Interior designer Anna Gorres says expert kitchen space planning is all about the math.
When daydreaming about your upcoming kitchen remodel, you’re likely focused on the visual elements — cabinet color, countertops, hardware, flooring. And each of these play a vital role in achieving the kitchen of your dreams.
But the real magic?
The kind that will make you fall in love with your kitchen every time you use it?
That comes down to expert space planning. Because at the end of the day — no matter how beautiful your kitchen is — this space needs to be designed with efficiency and functionality in mind.
Interior designer Anna Gorres, who joined our team this spring, likes to say, “Interior design is a game of inches. There’s so much math that goes into ensuring a room looks balanced.”
So how do interior designers approach a kitchen remodel?
First, like any project, it’s important to really understand each unique client and their goals for the space. Most clients, Anna says, come in with some combination of these 3 goals:
- More storage
- Better flow and layout
- Updated materials
How we achieve the goals above varies from person to person, and from home to home. So before any plans are drawn up, we sit down with our clients and ask a series of questions to help us better understand:
- what’s currently working (and not working)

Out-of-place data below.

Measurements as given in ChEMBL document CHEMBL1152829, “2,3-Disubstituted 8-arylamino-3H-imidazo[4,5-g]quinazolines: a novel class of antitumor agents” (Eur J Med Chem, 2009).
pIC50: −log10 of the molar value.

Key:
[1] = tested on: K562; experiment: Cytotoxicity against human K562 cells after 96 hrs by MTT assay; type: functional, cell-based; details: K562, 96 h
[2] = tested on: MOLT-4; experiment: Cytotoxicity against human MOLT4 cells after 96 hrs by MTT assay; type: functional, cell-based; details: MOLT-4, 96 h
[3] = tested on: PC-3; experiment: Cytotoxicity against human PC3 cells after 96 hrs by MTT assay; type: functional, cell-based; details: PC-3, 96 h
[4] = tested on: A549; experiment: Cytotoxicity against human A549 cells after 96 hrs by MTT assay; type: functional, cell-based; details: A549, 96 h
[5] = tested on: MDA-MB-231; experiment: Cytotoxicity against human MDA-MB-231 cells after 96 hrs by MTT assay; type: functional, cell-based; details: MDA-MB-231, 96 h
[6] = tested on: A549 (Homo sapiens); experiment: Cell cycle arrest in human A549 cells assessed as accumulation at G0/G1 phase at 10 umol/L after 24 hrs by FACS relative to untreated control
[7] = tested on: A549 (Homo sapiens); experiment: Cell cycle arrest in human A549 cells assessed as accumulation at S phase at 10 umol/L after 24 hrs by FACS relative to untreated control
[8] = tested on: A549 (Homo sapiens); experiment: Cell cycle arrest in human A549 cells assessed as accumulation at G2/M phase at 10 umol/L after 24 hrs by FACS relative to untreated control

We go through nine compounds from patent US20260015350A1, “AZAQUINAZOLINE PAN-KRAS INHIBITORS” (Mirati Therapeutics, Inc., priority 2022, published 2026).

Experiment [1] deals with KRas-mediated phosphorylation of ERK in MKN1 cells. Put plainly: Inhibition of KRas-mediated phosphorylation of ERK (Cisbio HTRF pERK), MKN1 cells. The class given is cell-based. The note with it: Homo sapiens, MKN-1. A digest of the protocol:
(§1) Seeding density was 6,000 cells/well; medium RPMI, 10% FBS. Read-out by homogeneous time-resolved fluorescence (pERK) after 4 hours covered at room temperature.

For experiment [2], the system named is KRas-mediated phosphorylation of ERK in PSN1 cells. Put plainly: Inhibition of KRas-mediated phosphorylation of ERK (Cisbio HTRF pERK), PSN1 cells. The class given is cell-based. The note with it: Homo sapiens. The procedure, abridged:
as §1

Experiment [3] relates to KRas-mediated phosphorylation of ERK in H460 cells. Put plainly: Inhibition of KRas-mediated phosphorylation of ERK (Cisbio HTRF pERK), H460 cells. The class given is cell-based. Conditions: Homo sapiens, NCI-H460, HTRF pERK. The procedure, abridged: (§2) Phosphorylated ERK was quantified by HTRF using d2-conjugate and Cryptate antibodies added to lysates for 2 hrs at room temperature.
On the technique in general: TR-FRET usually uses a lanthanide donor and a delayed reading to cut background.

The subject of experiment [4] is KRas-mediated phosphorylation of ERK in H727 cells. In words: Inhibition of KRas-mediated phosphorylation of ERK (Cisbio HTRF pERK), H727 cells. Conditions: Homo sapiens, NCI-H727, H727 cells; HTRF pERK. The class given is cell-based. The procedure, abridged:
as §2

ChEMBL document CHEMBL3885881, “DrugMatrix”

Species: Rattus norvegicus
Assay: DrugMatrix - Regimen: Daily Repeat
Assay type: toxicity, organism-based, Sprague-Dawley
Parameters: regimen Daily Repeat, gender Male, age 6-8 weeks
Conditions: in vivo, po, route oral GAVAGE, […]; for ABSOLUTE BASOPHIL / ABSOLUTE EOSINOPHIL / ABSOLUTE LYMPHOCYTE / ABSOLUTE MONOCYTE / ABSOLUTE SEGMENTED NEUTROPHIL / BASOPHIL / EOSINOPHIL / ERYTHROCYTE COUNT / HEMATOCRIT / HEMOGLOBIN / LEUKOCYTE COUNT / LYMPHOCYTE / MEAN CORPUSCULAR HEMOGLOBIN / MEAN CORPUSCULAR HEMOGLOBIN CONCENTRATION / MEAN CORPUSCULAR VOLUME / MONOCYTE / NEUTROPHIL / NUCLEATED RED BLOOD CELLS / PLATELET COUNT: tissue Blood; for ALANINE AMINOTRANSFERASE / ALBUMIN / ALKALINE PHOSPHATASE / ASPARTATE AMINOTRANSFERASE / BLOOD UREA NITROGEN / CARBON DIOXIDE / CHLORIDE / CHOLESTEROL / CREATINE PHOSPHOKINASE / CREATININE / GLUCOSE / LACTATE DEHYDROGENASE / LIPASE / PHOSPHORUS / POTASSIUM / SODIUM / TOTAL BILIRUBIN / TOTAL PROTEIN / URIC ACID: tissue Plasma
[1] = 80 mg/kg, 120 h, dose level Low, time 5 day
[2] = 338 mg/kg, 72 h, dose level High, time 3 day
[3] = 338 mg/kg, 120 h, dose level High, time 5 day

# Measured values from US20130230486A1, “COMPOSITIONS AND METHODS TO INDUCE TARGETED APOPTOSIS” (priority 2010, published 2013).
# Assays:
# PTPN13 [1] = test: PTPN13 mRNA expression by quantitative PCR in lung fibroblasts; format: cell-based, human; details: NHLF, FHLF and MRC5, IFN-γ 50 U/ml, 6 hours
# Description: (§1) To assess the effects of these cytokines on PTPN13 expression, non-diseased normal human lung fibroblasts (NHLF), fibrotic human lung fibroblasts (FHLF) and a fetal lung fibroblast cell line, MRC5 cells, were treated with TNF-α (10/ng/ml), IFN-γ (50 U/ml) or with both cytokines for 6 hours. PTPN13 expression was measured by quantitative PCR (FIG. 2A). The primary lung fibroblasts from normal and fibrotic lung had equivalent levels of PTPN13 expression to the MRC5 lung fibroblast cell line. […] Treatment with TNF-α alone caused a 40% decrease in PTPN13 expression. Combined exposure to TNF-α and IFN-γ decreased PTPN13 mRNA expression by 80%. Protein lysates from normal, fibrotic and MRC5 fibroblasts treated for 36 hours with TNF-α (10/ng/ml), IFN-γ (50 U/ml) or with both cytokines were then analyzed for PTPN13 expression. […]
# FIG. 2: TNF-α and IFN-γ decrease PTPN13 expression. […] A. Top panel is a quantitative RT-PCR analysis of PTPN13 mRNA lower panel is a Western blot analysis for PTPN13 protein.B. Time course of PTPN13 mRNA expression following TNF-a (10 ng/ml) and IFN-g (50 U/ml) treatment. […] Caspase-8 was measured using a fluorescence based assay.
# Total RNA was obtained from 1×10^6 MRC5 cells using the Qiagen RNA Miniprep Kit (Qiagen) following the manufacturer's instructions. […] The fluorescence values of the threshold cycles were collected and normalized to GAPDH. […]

- lifestyle and routines
- personal style and design goals
We also explore the existing space to gather information and inspiration. We take measurements and photos of your kitchen and adjacent spaces to customize a kitchen design plan just for you.
Altogether, this helps us capture what our design team calls “The 3 Fs” — form, function, and feeling — to get your final space just right.
How are kitchen renovations different from other home remodels?
Before we draw up design plans, we also take some time to understand your project investment goals so we can create a clear, detailed budget. Due to their complicated nature, kitchen remodels typically have a higher price point than other home renovations.
“Kitchens involve all of the trades,” Anna explains. “You have electrical, plumbing, HVAC, flooring, cabinets, and finish work. Not to mention all the new surfaces and updated materials.”
The cost of any kitchen remodel will greatly depend on the size and scale of the remodel itself. “We need to consider how many things are moving. Walls? Appliances? Plumbing fixtures?” she continues.
“Moving the pretty stuff generally means moving the non-pretty stuff. And that’s a cost clients don’t always think of.”
“It’s a bit of a domino effect,” Gorres says. “If you move a wall, you’re probably also moving HVAC, gas lines, electrical, and plumbing. Maybe even structural items.”
Still, a skilled designer can often leverage effective space planning to maximize your budget and give you the updates you’re looking for.
Space planning in your kitchen: how to maximize your renovation budget
Moving walls and soffits can take a significant chunk of your budget.
But there are other options to get the look you want without knocking down every wall. Cased openings allow you to create better flow and sight lines without having to re-engineer the supports.
“Designers can also help hide structural items to prevent added expense,” Anna says. “We can come up with creative solutions to hide support posts within cabinets or make them look purposeful, like a piece of furniture or cabinetry.”